Wednesday, February 2, 2011

Patients & Care-givers: Stay Away from Physician Rating SItes, Apologize When Necessary

There are web sites on the Internet that make it very easy for patients and families to rate doctors.  Very often, the patients can do so anonymously.  

IMHO, those sites cause nothing but trouble.  It is very difficult to retract statements once made.

If a patient has trouble with a physician or a medical facility, the first course of action must be for the patient to contact the physician directly.  Communication is essential.  

If the efforts at communication are not successful and the patient honestly feels that the break-down of the physician/patient relationship is systemic of a larger problem on the medical side of the equation then use of the Internet is important.  But, the patient owes the medical community honesty and transparency.  

The patient should always use his or her real name.  

And, whenever necessary, the patient should retract and apologize to the physician for misunderstandings.

For example, I use my full name. When my dad was very sick, I only used my first name to protect his rights.  However, as dad's health improved, he and I discussed what I was doing.  Dad gave me permission to use his name and image.  Dad understood that I was trying to help patients understand they were not alone in their struggles to get adequate health care.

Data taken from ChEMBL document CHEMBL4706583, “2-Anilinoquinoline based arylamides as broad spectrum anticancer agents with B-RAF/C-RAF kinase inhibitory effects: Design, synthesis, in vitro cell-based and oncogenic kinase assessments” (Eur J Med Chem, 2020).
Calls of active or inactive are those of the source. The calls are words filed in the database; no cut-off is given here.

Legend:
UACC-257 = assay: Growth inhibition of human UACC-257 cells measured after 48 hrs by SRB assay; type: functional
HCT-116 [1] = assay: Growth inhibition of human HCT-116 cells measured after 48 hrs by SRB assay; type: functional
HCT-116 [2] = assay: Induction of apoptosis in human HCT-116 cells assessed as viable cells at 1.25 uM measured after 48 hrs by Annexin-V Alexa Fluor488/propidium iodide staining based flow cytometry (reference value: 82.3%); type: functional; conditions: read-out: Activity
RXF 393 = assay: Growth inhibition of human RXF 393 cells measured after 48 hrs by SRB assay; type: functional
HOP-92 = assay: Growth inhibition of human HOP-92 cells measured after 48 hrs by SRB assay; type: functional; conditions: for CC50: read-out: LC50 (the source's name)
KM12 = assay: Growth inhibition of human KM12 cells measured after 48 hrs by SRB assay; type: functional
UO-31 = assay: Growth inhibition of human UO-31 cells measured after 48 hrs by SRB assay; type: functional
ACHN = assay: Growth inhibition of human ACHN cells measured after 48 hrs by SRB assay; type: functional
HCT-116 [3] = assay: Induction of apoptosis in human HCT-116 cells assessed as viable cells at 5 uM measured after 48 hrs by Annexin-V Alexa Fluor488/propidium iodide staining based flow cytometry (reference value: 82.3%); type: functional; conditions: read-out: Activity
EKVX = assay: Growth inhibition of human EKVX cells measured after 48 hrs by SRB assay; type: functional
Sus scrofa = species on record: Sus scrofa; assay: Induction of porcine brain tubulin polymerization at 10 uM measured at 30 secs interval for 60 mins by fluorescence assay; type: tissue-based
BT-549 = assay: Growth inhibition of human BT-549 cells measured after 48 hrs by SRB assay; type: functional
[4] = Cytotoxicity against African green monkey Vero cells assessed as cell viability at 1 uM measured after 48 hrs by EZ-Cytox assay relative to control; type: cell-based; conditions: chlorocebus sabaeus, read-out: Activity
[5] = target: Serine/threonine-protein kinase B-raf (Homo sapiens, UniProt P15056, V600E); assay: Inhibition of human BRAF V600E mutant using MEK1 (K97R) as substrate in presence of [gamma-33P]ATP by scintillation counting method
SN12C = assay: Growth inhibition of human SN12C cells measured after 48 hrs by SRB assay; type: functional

Another example:  I misunderstood Cleveland Clinic Orthopedic Surgeon George Muschler MD's decision not to accept me as a patient.  I posted a blog expressing what I honestly believed was the truth.  I removed the post approximately within 24 hours later because I quickly began to understand that it was I who did not have all of the facts.  

A blogger should never write when emotional or when he/she does not have all of the facts.  The First Amendment comes with responsibilities.

When I did have all of the facts, I wrote a post where I thanked Dr. George Muschler of Cleveland Clinic.  He is fine man and tremendous clinician.  I regret that I was ever disappointed in or "upset" at Dr. Muschler.  I was wrong and I apologize to Dr. Muschler.  

Dr. Muschler did absolutely nothing wrong in denying to treat me.  He acted reasonably based on the facts that he had.

I encourage anyone in need of orthopedic care to trust Dr. George Muschler without hesitation.

No comments:

Post a Comment